Course Information Undergraduate prospectus

Microeconomics I (2000)

Course summary

Course code: ECON1009
Level: 4
Credits: 30
School: Business Faculty
Department: International Bus and Economics
Course Coordinator(s): Tomas Nielsen Rotta

Specification

Aims

This is an introductory course in Microeconomics for all students following an economics programme.
It aims to introduce students to the basic ideas, concepts and principles of neo‐classical
microeconomics and provide them with the tools to analyse the behaviour of economic agents under
different assumptions and different market conditions. While laying down the foundations of the core
principles of economic theory and analysis, it contextualises the relevance, applicability and limitations
of theories providing a pluralistic view from the microeconomic perspectives. Students taking this
course should be able to understand a range of economic issues and problems and appreciate the
relevance of economic theory in the formulation of microeconomic policy, and its international and
global implications. It has an international perspective and applications to account for the growing
importance of the global economy and the rising openness of economies and it aims at enabling
students to apply all the material to international themes.

Learning outcomes

1
Gain knowledge of the underpinning concepts and principles associated with neoclassical
microeconomics, and an ability to evaluate these within the context of free
market economies.
2 Gain clear insights of different theories, and analytical methods in microeconomics,
and become aware of the importance of and evaluate the appropriateness of
different approaches of microeconomic analysis.
3 Contextualise and apply economic theories to real world factual evidence and current
microeconomic policy issues (including inequality and environmental sustainability)
4 Research a topic (theory and data), and to communicate basic economic
reasoning and findings in written reports, essays and verbal presentation,
using appropriate academic conventions.
5 Assess critically alternative economic systems and identify the strengths and
limitations of free markets.
6 Handle and interpret data relevant to the study of microeconomics in the context of
international markets; to examine the effects of government price regulation in
competitive markets.

Indicative content

 Tools and methods of economic analysis and development
 The working of competitive market: DEMAND and SUPPLY
 The Elasticity of demand and supply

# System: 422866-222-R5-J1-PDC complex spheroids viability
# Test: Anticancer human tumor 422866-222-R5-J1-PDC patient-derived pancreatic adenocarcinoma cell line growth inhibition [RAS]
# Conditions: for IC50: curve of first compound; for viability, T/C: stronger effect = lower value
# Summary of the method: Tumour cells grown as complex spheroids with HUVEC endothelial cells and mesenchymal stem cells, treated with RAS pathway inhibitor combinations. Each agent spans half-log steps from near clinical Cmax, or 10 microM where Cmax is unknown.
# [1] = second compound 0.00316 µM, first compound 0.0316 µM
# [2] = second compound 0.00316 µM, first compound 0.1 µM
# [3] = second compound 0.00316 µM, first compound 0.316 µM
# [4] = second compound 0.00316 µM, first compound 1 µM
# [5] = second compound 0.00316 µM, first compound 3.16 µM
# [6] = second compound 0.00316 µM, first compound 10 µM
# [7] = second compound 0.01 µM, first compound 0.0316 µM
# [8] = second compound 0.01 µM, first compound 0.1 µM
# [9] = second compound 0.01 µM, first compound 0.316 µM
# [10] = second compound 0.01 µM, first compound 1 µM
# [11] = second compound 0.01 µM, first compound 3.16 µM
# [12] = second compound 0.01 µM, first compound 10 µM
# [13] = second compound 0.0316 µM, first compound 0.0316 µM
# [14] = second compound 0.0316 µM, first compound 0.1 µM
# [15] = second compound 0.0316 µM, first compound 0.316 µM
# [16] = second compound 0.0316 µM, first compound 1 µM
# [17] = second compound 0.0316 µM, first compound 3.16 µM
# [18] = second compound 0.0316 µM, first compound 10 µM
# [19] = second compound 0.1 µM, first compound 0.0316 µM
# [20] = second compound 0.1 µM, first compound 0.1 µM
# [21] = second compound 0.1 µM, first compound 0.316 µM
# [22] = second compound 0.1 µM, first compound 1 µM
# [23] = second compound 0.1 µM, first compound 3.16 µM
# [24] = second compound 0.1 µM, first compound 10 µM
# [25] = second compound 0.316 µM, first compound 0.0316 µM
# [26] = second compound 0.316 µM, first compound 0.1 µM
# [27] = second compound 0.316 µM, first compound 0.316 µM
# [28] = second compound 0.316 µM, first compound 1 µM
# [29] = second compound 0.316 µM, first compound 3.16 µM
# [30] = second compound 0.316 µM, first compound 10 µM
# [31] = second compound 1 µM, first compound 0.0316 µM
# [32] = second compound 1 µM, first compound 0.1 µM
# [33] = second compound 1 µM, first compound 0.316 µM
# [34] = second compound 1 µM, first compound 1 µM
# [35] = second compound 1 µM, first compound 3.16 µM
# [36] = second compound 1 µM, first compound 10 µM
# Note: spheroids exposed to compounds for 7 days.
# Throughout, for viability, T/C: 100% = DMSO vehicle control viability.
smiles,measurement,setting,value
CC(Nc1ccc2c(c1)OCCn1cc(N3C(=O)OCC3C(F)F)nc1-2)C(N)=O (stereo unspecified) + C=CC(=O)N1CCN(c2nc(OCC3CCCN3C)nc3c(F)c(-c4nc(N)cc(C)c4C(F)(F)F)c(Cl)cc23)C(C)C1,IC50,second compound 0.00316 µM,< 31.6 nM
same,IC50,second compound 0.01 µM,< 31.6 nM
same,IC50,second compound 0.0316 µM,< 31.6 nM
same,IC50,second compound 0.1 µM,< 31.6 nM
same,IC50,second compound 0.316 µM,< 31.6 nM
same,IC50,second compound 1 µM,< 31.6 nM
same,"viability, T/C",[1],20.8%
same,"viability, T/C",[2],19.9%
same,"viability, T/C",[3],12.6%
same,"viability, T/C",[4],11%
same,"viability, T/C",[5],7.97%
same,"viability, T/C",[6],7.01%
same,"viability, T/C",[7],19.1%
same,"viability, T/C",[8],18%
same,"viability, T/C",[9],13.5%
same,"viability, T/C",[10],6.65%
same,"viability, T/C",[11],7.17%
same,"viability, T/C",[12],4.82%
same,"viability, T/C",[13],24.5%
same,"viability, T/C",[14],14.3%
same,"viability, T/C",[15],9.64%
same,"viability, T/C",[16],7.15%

 Government intervention in Free Markets
 Further analysis of demand: Consumer Behaviour
 Further analysis of supply: the Behaviour of Firms
 Analysis of Factor Markets: Labour, Capital, and Land
 Firm’s behaviour Part 1: Perfect Competition
 Firm’s behaviour Part 2: Monopoly
 Firm’s behaviour Part 3: Imperfect Competition
 Modern Industrial and business behaviour: Price discrimination
 Alternative Theories of the firm
 The case for government intervention: Equity and Economic Efficiency,
 Environmental economics and policy
 Overview of microeconomic Theory and Policy : Efficiency, Competition Policy, and Privatisation
& Regulation
 Behavioural economics
 Impact of microeconomic theories in the global market
 Economic and Social Inequality :
 Defining and Measuring Inequality
 Data and Trends
 Causes and Consequences of Inequality
 Policy Reforms

Teaching and learning activity

This course will have one hour lecture, one hour seminar / tutorial per week.
The core of teaching and learning activities will be lectures (50%) in which the subject areas of the
course will be explained, followed by tutorials in which there an opportunity for building upon
knowledge already gained through questions and discussion. Students will be given directed reading
and also asked to participate actively in weekly tutorials.

Assessment

Portfolio: 50%
Problem sets: 1,2,4, and 6 Patchwork 1, 3, 4, 5, and 6
4000 Words
Problem sets are online exercises to assess engagement during the year and to work on feedback to improve performance during terms. The
integrated patchwork is a series of tasks and activities built around a theme to be developed by integrating
different perspective and approaches.


Examination: 50%
Outcome 1,2,3 & 5
Closed book exam built around learning outcomes.

Pass Mark 40%